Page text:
After Theresa May dispensed with the services of John Whittingdale, whose relationship with a known sex worker was somehow not interesting enough for at least four national newspapers to even mention - well, not before Byline Media and this blog had mentioned it - out went Whitto’s advisors and in came Karen Bradley, who represents the constituency of Staffordshire Moorlands, the area around the town of Leek.
Already close: Craig Woodhouse and Tory minister Amber Rudd
Whittingdale had become known, and not in any way flippantly, as the Minister For Murdoch. He was invited to Creepy Uncle Rupe’s parties. Under the watchful eye of News UK’s CEO, the twinkle-toed yet domestically combative Rebekah Brooks, Whitto and the dominatrix remained out of the Super Soaraway Currant Bun. And in return, Whitto made sure that Section 40 of the Crime and Courts act 2013 was not signed into law.
There's lack of bias and prejudice for you
Why is this important? Section 40 contains the incentives for publishers to join a press regulator that is recognised under the provisions of the Royal Charter on press regulation. Publishers refusing to allow those complaining about potentially defamatory articles to use a low-cost arbitration system - and force them to bet the house on going to law - might find themselves having to pay both sides’ costs, even if they won.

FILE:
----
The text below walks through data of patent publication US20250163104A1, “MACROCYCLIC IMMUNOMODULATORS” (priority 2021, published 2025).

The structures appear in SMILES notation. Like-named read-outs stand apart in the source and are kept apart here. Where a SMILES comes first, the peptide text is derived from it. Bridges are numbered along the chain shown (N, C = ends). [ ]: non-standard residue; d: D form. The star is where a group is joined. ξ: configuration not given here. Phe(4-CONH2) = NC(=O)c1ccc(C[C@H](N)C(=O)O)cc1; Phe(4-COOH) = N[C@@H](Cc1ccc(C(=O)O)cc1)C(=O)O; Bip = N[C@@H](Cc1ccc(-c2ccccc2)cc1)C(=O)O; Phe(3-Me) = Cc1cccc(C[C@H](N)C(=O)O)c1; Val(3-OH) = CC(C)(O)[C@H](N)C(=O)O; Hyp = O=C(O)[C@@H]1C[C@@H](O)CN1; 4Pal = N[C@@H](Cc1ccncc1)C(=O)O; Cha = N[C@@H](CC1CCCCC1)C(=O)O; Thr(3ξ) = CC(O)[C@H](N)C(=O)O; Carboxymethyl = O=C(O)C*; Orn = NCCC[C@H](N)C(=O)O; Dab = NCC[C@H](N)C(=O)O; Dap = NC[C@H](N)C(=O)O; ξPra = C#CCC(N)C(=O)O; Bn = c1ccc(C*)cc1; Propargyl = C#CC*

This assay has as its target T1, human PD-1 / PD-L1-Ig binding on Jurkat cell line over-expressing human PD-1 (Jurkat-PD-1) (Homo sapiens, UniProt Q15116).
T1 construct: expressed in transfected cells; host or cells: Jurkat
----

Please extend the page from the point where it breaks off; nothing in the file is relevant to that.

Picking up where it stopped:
But now Whittingdale has gone. How would the Murdoch mafiosi exert leverage on his successor? Simples. They get the Sun’s chief political correspondent to go through the revolving door between press and Government. You think I jest? Craig Woodhouse is leaving the Baby Shard bunker to take up a post as Special Advisor (SpAd) to Karen Bradley at the DCMS. Murdoch once again infiltrates the corridors of power.
Incredibly made-up P1 story, that is
Think about that. The organisation that ran the late and not at all lamented Screws, which in its pomp was little more than a criminal enterprise, hacking, bullying, blagging, even on occasion burgling its way from one scoop the next, getting its man into the ministry that looks after regulating the press. They cheered for Young Dave and Bozza. They smeared and sneered at anyone from other parties. They also sneered at Leveson.
Wasn't at all close, was it?
The queue of those giving Woodhouse their congratulations for helping to create the new Ministry For Murdoch also rewards scrutiny: fellow hacks and pundits, some from the allegedly new media but who are already becoming assimilated into the establishment, politicians eager to ingratiate themselves with Don Rupioni, and even UKIP MEP Steven Woolfe, who was too dodgy even for his own party’s leadership ballot.
No pejorative or sneering attitude here!
Nothing shows more clearly how weak Theresa May’s position as Prime Minister really is: despite the Murdoch empire now being embroiled in yet another developing scandal in the wake of Roger Ailes’ enforced departure from Fox News Channel (fair and balanced my arse), its perceived influence is so feared that she clearly feels it’s worth the suspicion of yet more entrenched cronyism. This whole business stinks.
Woodhouse’s appointment is a blatant insult to all those victims of press misbehaviour. But, like the earlier appointment of faithful Murdoch retainer Trevor Kavanagh to serve allegedly independent press regulator IPSO, it encapsulates the widespread corruption engendered by, and for the benefit of, the Murdochs.